The serine DD-transpeptidase/penicillin-binding protein of Streptomyces K15 catalyzes peptide bond formation in a way that mimics the penicillin-sensitive peptide cross-linking reaction involved in bacterial cell wall peptidoglycan assembly. The Streptomyces K15 enzyme is peculiar in that it can be considered as an intermediate between classical penicillin-binding proteins, for which benzylpenicillin is a very efficient inactivator, and the resistant penicillin-binding proteins that have a low penicillin affinity. With its moderate penicillin sensitivity, the Streptomyces K15 DD-transpeptidase would be helpful in the understanding of the structure-activity relationship of this penicillin-recognizing protein superfamily. The structure of the Streptomyces K15 enzyme has been determined by x-ray crystallography at 2.0-A resolution and refined to an R-factor of 18.6%. The fold adopted by this 262-amino acid polypeptide generates a two-domain structure that is close to those of class A beta-lactamases. However, the Streptomyces K15 enzyme has two particular structural features. It lacks the amino-terminal alpha-helix found in the other penicilloyl-serine transferases, and it exhibits, at its surface, an additional four-stranded beta-sheet. These two characteristics might serve to anchor the enzyme in the plasma membrane. The overall topology of the catalytic pocket of the Streptomyces K15 enzyme is also comparable to that of the class A beta-lactamases, except that the Omega-loop, which bears the essential catalytic Glu(166) residue in the class A beta-lactamases, is entirely modified. This loop adopts a conformation similar to those found in the Streptomyces R61 DD-carboxypeptidase and class C beta-lactamases, with no equivalent acidic residue. [less ▲]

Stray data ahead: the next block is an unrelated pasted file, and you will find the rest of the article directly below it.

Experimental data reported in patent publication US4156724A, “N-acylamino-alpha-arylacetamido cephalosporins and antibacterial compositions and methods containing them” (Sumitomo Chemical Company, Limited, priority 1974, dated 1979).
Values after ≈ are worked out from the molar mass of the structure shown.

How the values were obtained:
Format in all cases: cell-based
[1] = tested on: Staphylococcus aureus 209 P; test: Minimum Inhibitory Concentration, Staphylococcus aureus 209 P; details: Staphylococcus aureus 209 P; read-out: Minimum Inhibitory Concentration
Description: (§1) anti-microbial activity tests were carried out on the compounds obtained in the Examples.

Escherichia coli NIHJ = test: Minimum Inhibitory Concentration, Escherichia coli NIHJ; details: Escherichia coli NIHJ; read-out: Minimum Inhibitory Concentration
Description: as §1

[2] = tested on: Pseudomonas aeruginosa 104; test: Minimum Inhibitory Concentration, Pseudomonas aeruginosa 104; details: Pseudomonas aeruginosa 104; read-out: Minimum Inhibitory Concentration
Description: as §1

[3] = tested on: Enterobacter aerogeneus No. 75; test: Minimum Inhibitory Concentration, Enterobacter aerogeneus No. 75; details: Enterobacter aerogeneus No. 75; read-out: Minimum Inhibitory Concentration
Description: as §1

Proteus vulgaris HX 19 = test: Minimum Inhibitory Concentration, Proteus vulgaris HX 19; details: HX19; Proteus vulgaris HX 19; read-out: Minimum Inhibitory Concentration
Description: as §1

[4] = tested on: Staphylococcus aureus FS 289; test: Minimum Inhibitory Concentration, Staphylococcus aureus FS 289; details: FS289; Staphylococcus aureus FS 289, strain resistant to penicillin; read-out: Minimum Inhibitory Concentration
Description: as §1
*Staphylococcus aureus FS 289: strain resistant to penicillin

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See detailStructural analysis of two pyoverdins by electrospray and FAB mass spectrometry
Ongena, MARC ULg; Jacques, Philippe; van Vyncht, Gery et al

in Journal of the Mass Spectrometry Society of Japan (1998), 48

Pyoverdins are chromopeptides produced by the so-called fluorescent group of the bacterial genus Pseudomonas. Species or even strain specific they differ in the composition of their peptide chains. For ... [more ▼]

Pyoverdins are chromopeptides produced by the so-called fluorescent group of the bacterial genus Pseudomonas. Species or even strain specific they differ in the composition of their peptide chains. For classification purposes it is of importance to get fast information regarding the nature of the latter. For two new representatives from hydrolysis results and especially from an analysis of the data obtained from electrospray ionization (ESI) and fast atom bombardement (fAn) mass spectrometry measurements the amino acid sequences can be suggested as Asp-BuOHOrn-Dab-aThr-Gly-Ser-Ser-OHAsp-aThr (Pseudomonas putida BTP16) and Ser-SerFoOHOrn-Ser-Ser-Ser-FoOHOrn-Lys-Lys (Pseudomolnas fluorescens BTP7). [less ▲]

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See detailX-ray studies of enzymes that interact with penicillins.
Kelly, J. A.; Kuzin, A. P.; Charlier, Paulette ULg et al

in Cellular and Molecular Life Sciences : CMLS (1998), 54(4), 353-8

The technique of X-ray diffraction has been successfully applied to enzymes associated with peptidoglycan biosynthesis. The technique has taught us a great deal about the structures and catalytic ... [more ▼]